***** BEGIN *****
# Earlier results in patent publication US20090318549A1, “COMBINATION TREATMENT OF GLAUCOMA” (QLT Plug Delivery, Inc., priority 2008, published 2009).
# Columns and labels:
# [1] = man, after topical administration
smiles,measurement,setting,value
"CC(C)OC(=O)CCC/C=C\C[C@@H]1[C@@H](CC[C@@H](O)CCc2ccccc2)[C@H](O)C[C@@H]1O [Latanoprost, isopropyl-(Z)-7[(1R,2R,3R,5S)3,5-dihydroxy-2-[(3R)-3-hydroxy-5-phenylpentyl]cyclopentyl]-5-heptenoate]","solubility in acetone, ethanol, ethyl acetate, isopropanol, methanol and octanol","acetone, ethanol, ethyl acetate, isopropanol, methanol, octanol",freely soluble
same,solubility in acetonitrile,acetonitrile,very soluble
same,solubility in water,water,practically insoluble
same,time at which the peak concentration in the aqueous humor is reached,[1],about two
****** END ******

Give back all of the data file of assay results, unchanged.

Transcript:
# Earlier results in patent publication US20090318549A1, “COMBINATION TREATMENT OF GLAUCOMA” (QLT Plug Delivery, Inc., priority 2008, published 2009).
# Columns and labels:
# [1] = man, after topical administration
smiles,measurement,setting,value
"CC(C)OC(=O)CCC/C=C\C[C@@H]1[C@@H](CC[C@@H](O)CCc2ccccc2)[C@H](O)C[C@@H]1O [Latanoprost, isopropyl-(Z)-7[(1R,2R,3R,5S)3,5-dihydroxy-2-[(3R)-3-hydroxy-5-phenylpentyl]cyclopentyl]-5-heptenoate]","solubility in acetone, ethanol, ethyl acetate, isopropanol, methanol and octanol","acetone, ethanol, ethyl acetate, isopropanol, methanol, octanol",freely soluble
same,solubility in acetonitrile,acetonitrile,very soluble
same,solubility in water,water,practically insoluble
same,time at which the peak concentration in the aqueous humor is reached,[1],about two